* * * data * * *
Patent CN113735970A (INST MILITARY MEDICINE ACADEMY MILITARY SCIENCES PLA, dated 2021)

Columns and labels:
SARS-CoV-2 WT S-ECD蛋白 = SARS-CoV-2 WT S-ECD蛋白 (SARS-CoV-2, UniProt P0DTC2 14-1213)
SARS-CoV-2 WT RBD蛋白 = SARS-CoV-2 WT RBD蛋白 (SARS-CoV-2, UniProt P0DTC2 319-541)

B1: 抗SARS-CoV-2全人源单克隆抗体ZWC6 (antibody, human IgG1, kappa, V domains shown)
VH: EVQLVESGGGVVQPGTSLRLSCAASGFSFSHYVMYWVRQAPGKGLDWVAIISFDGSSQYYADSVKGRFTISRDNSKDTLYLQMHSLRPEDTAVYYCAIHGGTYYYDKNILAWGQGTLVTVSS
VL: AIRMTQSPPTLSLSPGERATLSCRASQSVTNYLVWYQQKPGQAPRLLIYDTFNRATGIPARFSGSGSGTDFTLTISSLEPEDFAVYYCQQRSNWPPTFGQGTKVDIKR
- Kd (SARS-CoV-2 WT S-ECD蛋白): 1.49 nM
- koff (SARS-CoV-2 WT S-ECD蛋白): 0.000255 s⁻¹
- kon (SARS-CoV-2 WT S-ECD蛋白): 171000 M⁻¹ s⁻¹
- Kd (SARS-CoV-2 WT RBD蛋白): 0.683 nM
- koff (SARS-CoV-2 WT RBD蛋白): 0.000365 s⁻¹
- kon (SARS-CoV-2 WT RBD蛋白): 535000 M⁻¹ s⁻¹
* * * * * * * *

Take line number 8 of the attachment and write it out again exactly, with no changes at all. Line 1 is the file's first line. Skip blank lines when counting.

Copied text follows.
- Kd (SARS-CoV-2 WT S-ECD蛋白): 1.49 nM